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Still getting the hang of c++ classes, and I'm wondering what is the most run-time-efficient way to accomplish this:

I have a derived class that I want to instantiate once (known at compile-time), but I want to typecast the pointer to a base class pointer and pass that around for the rest of my program to use. That way, if I have a future project where I want to change the instance from animal.dog to animal.cat, all other parts of my code will still be able to call the method animalPtr->eat(), but the actual behavior will be specific to dog or cat. I will only ever have 1 instance of animal.dog or animal.cat, and I will never have an instance of base-class animal.

Maybe doing exactly what I just described is exactly how I need to do it, but I read some online arguments about the pros and cons of having the base class "animal" use virtual functions versus having the base class be a template class (not exactly sure how to even make it into a template in this case....to me, templates classes looked like they were used for creating generic data types for the members, but that is not what I'm needing here).

Any help? Remember that speed-performance is the highest priority for me.

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Instead of polymorphism (i.e. using inheritance and virtual functions), you could perhaps use the PIMPL idiom to hide an implementation. –  dyp Nov 19 '13 at 21:18
    
Remember that speed-performance is the highest priority for me That is most often not really the case. The difference in performance between good and better might not be worth the cost of implementing better. Build something simple that works and is not horrible, then decide whether you do need extra performance. Is a few microseconds worth hours of development? –  David Rodríguez - dribeas Nov 19 '13 at 21:52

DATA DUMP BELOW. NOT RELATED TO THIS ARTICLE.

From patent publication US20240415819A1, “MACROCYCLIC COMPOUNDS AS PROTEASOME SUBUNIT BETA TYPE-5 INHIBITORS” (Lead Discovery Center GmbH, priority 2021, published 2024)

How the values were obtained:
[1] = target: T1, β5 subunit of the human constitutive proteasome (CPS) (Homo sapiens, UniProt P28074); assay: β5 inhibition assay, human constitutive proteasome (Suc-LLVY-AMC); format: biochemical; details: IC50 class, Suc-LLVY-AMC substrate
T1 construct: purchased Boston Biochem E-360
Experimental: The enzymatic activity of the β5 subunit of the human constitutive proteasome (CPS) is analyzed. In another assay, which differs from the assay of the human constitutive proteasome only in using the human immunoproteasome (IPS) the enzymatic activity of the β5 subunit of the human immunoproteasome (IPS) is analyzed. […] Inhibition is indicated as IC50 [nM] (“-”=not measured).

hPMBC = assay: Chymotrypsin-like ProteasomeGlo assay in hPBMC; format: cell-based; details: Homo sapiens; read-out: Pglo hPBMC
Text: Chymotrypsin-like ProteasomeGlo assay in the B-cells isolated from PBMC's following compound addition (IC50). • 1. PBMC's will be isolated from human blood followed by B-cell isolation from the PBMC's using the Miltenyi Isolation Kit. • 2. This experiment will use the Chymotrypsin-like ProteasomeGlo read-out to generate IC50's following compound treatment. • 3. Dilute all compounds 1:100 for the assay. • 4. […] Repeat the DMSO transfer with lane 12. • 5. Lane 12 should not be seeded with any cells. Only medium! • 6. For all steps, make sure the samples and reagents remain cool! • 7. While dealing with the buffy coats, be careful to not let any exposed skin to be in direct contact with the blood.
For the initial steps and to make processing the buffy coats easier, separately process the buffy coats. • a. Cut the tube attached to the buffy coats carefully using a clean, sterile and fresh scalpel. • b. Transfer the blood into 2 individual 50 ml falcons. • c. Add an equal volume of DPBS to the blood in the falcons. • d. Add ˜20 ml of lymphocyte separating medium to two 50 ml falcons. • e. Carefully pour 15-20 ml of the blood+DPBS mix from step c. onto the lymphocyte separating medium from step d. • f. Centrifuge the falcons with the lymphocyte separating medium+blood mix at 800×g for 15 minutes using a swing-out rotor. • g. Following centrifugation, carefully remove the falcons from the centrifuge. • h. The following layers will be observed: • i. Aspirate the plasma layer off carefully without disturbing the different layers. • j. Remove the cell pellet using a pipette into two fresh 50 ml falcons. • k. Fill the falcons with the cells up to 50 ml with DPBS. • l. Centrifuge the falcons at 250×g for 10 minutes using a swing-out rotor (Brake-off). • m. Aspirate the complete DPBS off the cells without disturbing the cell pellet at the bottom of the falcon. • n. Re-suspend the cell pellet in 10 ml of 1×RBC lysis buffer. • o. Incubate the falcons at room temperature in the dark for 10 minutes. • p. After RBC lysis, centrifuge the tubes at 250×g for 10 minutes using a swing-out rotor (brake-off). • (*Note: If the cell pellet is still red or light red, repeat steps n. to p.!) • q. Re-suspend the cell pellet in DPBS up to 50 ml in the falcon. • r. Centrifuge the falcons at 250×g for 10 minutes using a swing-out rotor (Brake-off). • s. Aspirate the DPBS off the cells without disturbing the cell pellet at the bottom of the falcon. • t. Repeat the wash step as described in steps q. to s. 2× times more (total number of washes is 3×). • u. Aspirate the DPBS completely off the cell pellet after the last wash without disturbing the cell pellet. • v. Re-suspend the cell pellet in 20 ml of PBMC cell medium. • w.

3 Answers 3

Using a virtual function is the object oriented way to solve this. With the usual implementation of virtual functions, it adds another pointer indirection and makes inlining impossible so if you really, really, really have performance issues and the function is small and called millions of times in a tight loop, then you might have a performance issue.

Use the virtual function approach to start with. If it is a problem (and you have measured that this is indeed the problem with a profiler), then you can look into changing things to a template based approach that might be more efficient.

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to implement what you want w/o virtual functions can be done by templating the base class:

template<class Parent>
class BASE {
public:
    BASE();
    virtual ~BASE();
    void func() {
         reinterpret_cast<Parent*>(this)->func(); // call parent func
         // or
         (Parent*)(this)->func();      
    }
};

You can later typedef the BASE class to a normal class name:

typedef BASE<specific_Parent> myBASE;
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It seems to me you are trying to decide between run-time and compile-time polymorphisms. If you do really need run-time polymorphism you have to use virtual functions. But if you don't really need run-time polymorphism, you can use CRTP to achieve the compile-time polymorphism.

This is a very primitive example illustrating the compile-time polymorphism (code on ideone.com):

#include <iostream>

namespace so {
template<typename _t_derived_>
class _animal_ {
private:
    using _derived_ = _t_derived_;
public:
    void eat() const {
        static_cast<_derived_ const *>(this)->eat_impl();
    }
};

class _dog_: public _animal_<_dog_> {
    friend class _animal_<_dog_> ;
private:
    using _base_ = _animal_<_dog_>;
protected:
    void eat_impl() const {
        std::cout << "dog's eating." << std::endl;
    }
};

class _cat_: public _animal_<_cat_> {
    friend class _animal_<_cat_> ;
private:
    using _base_ = _animal_<_cat_>;
protected:
    void eat_impl() const {
        std::cout << "cat's eating." << std::endl;
    }
};

template<typename _t_animal_>
void feed(_t_animal_ const & _animal) {
    std::cout << "feeding an animal: ";
    _animal.eat();
}
} // namespace so

int main() {
    so::_dog_ dog_;
    so::_cat_ cat_;

    so::feed(dog_);
    so::feed(cat_);

    return (0);
}

Program output:

feeding an animal: dog's eating.
feeding an animal: cat's eating.
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